China observes as tensions rise on Korean Peninsula
Beijing — China’s foreign minister recently likened the U.S. and North Korea to two speeding trains hurtling toward each other, an analogy that would seem to place China in the role of helpless bystander. And indeed, while tensions have risen, Beijing has been frustrated by its declining influence over the Korean Peninsula.
China “has a grandstand seat but no control,” said University of Virginia China scholar Brantly Womack.
The U.S. is piling the pressure on Beijing to use its clout with North Korea to rein in its nuclear and missile programs. China is the North’s most important trading partner and ally, but Pyongyang has ignored Beijing’s calls for a suspension of those programs and its requests for high-level bilateral talks. China’s relations with South Korea, meanwhile, have plummeted over Beijing’s vociferous objections to the deployment of a sophisticated anti-missile shield.
“China’s approach to the peninsula is under the same strains that it’s been under before. The difference is that, this time, the Americans appear to be applying more overt, real pressure,” said Dean Cheng, senior research fellow at the Heritage Foundation in Washington, D.C.
A slew of recent missile launches and North Korea’s expected test of a sixth nuclear device have heightened concerns that the country is drawing closer to being capable of striking the U.S. with a nuclear weapon — something sure to bring the crisis to a head.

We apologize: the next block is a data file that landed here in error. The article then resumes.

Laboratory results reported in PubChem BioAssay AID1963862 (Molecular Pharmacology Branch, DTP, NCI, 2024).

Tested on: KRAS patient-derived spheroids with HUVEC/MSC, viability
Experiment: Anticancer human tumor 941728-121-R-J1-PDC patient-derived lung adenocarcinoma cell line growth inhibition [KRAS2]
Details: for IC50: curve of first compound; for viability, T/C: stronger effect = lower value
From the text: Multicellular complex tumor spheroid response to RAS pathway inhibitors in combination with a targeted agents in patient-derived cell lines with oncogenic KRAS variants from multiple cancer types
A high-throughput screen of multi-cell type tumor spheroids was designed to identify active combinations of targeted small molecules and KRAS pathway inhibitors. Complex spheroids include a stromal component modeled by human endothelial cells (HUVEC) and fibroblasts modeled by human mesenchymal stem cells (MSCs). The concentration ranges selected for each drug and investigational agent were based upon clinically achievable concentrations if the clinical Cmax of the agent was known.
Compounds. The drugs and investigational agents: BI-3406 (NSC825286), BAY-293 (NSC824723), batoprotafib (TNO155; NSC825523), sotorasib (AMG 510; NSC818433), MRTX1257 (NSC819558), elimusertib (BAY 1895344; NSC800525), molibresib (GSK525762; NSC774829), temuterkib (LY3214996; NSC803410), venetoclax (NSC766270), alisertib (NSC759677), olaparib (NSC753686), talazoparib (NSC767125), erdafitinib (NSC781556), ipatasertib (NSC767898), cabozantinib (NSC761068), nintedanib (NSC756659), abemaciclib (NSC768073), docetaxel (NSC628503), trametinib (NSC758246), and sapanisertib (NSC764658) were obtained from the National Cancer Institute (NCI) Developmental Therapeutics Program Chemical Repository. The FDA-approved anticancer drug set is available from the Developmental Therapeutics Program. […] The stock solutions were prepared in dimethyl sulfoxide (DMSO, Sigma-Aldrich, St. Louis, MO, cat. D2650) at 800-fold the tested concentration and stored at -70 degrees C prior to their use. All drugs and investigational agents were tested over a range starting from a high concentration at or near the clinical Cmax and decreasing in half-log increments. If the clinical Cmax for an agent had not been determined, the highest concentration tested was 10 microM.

Also complicating matters: The unpredictability of President Donald Trump, who earlier this month tweeted that the U.S. welcomed China’s help in resolving the crisis, then added, “If not, we will solve the problem without them!”
Uncertainties also reside in South Korea’s election next month to replace disgraced former President Park Geun-hye; her successor is likely to be more conciliatory toward the North. Meanwhile, China continues to insist that it won’t stand idly by while Seoul deploys the missile system, known as THAAD, driving home its point by halting package tours to the South and retaliating against a supermarket chain and other South Korean business interests within China.
While THAAD appears to be a done deal, China is playing a long game of reminding South Korea that, as a smaller and weaker nation, it needs to subordinate its security interests to those of China, said Cheng.
“South Korea has been put on notice that future defense efforts will likely also incur costs,” Cheng said.
Such criticisms have been reinforced by state media, with the Communist Party newspaper Global Times writing Wednesday that South Korea was also responsible for “fanning the flames” of tensions on the Korean Peninsula by deploying THAAD and failing to encourage Washington to enter into talks.
Beijing is also dealing with divided public opinion domestically. Younger Chinese with only a passing knowledge of the 1950-53 Korean War, in which hundreds of thousands of Chinese troops died fighting alongside their North Korean allies, are increasingly cynical about the traditional friendship between the two countries.
Criticisms of North Korea that were once quickly scrubbed from the internet are now being allowed to circulate, including a scathing speech by historian Shen Zhihua in which he accused Pyongyang of directly working against China’s interests.